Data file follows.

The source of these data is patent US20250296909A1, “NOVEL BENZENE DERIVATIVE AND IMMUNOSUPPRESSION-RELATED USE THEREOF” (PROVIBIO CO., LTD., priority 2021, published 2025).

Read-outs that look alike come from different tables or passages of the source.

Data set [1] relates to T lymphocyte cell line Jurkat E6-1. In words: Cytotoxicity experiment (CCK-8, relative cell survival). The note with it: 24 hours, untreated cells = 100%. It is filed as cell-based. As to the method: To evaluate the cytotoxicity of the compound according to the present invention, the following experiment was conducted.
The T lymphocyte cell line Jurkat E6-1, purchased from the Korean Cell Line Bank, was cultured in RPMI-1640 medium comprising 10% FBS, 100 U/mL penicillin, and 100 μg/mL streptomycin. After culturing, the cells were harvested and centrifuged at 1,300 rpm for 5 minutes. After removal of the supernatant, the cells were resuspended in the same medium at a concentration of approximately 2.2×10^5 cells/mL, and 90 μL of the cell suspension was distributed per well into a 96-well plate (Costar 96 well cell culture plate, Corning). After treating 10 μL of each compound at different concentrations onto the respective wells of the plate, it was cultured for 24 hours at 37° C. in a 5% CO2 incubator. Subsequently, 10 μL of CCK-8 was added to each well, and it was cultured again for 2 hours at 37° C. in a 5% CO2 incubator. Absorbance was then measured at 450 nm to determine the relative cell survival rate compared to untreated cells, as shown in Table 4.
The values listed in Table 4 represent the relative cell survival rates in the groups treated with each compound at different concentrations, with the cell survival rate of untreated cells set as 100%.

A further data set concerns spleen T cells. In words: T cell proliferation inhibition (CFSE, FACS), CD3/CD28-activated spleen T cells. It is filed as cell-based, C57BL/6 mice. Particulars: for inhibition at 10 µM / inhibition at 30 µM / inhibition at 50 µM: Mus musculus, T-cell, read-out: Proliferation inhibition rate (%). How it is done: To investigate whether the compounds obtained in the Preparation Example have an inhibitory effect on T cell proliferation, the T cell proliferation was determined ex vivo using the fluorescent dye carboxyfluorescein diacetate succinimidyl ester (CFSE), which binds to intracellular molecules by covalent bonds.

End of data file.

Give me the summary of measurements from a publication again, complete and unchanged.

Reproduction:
The source of these data is patent US20250296909A1, “NOVEL BENZENE DERIVATIVE AND IMMUNOSUPPRESSION-RELATED USE THEREOF” (PROVIBIO CO., LTD., priority 2021, published 2025).

Read-outs that look alike come from different tables or passages of the source.

Data set [1] relates to T lymphocyte cell line Jurkat E6-1. In words: Cytotoxicity experiment (CCK-8, relative cell survival). The note with it: 24 hours, untreated cells = 100%. It is filed as cell-based. As to the method: To evaluate the cytotoxicity of the compound according to the present invention, the following experiment was conducted.
The T lymphocyte cell line Jurkat E6-1, purchased from the Korean Cell Line Bank, was cultured in RPMI-1640 medium comprising 10% FBS, 100 U/mL penicillin, and 100 μg/mL streptomycin. After culturing, the cells were harvested and centrifuged at 1,300 rpm for 5 minutes. After removal of the supernatant, the cells were resuspended in the same medium at a concentration of approximately 2.2×10^5 cells/mL, and 90 μL of the cell suspension was distributed per well into a 96-well plate (Costar 96 well cell culture plate, Corning). After treating 10 μL of each compound at different concentrations onto the respective wells of the plate, it was cultured for 24 hours at 37° C. in a 5% CO2 incubator. Subsequently, 10 μL of CCK-8 was added to each well, and it was cultured again for 2 hours at 37° C. in a 5% CO2 incubator. Absorbance was then measured at 450 nm to determine the relative cell survival rate compared to untreated cells, as shown in Table 4.
The values listed in Table 4 represent the relative cell survival rates in the groups treated with each compound at different concentrations, with the cell survival rate of untreated cells set as 100%.

A further data set concerns spleen T cells. In words: T cell proliferation inhibition (CFSE, FACS), CD3/CD28-activated spleen T cells. It is filed as cell-based, C57BL/6 mice. Particulars: for inhibition at 10 µM / inhibition at 30 µM / inhibition at 50 µM: Mus musculus, T-cell, read-out: Proliferation inhibition rate (%). How it is done: To investigate whether the compounds obtained in the Preparation Example have an inhibitory effect on T cell proliferation, the T cell proliferation was determined ex vivo using the fluorescent dye carboxyfluorescein diacetate succinimidyl ester (CFSE), which binds to intracellular molecules by covalent bonds.